Dr. Kay Higuera Smith, presented a biblical perspective on race with a question, “How do we engage with the cultural and social Others?” Smith covered two conflicting voices in the Bible: 1) The voices of estrangement; 2) the voices of engagement. Smith stressed the importance of privileging the voice of engagement over the voice of estrangement.
 
Rev. Dr. Cecil “Chip” Murray inspired us with the Ruach of God, who breathes God’s Spirit into all God’s people. People of God, a work in process, presents both blessings and challenges. Murray listed two main challenges to the people of God as a family: 1) “To find a way to make a way is a challenge of family:” 2) “We blind ourselves to ourselves. Despite it all, process is a progress,” according to Murray.
 
Tommy Dyo shared stories from Japanese internment camps and the heroic 442nd infantry regimental combat team (activated on February 1, 1943).Dyo whet all of our appetites, and we are looking forward to touring Little Tokyo to see the historic memorabilia on March 28th for “Together We Can Revive: Retelling the Azusa Street Revival and Little Tokyo.”
 
Hyepin Im illustrated the main theme, “the voices of estrangement and the voice of engagement” through the story of the Syrophoenician woman, who was referred to by Jesus as a dog, but persistently advocated for her daughter’s healing.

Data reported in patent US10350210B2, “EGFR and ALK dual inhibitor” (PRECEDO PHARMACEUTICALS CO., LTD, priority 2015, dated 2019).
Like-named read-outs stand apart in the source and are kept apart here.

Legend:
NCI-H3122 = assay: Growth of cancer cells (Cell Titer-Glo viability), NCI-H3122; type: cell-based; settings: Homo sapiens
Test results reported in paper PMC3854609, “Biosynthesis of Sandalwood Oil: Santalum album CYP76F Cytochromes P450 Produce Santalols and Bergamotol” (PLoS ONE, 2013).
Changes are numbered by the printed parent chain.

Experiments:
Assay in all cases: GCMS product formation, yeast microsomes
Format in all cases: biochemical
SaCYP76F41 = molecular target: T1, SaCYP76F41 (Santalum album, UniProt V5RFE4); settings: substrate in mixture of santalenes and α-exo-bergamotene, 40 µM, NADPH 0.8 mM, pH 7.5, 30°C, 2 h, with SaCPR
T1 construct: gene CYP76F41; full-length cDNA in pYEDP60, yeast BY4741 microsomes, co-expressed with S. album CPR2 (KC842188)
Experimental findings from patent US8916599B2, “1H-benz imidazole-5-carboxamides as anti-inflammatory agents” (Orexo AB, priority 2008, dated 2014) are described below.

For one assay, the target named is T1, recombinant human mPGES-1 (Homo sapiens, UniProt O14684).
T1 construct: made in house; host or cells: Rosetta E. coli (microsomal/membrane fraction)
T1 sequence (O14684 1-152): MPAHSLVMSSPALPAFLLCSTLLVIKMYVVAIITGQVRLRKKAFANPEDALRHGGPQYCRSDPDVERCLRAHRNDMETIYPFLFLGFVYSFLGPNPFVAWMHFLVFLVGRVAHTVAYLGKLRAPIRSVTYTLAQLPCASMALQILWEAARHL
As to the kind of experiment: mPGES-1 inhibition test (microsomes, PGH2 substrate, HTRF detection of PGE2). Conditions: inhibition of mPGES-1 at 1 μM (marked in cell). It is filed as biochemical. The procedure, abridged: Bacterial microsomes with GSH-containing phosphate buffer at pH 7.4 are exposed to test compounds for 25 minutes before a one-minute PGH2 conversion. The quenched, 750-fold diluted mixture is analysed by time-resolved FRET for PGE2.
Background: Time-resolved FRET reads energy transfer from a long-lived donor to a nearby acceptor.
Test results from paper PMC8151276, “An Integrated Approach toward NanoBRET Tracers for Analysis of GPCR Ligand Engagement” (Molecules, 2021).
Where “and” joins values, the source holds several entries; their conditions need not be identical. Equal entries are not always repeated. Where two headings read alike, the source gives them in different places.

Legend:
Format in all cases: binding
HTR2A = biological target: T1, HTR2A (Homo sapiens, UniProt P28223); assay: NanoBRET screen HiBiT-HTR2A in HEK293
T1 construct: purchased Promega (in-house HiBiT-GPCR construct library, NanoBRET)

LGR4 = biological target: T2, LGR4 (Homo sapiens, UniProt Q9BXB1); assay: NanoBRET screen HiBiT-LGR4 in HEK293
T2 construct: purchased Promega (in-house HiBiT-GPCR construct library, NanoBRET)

James Yu connected the main theme with the need for faith communities to engage with surrounding communities.

Once again, Jacqulyn Whang’s spoken word pieces were moving, and we want to create more venues to disseminate Whang’s artistry.
 
For more detailed coverage, thanks to reporter Rachael Lee, we direct you to Christianity Daily.

Attendees also had the opportunity to discuss more personal stories and perspectives with one another in focus groups over lunch prepared by COR AME Church.
 
Feedback from the attendees included, “Great experience this day—Need these spaces and places to get dialogue with one another of various ethnicities.” “Continue on an ‘engagement’ trajectory with organizations.” “We need to recognize the ways that we have internalized power assumptions that are anti-Christ. Diagnose the assumptions that cause us to ignore and be blind to others based on race, culture, gender, ability, and ethnicity.“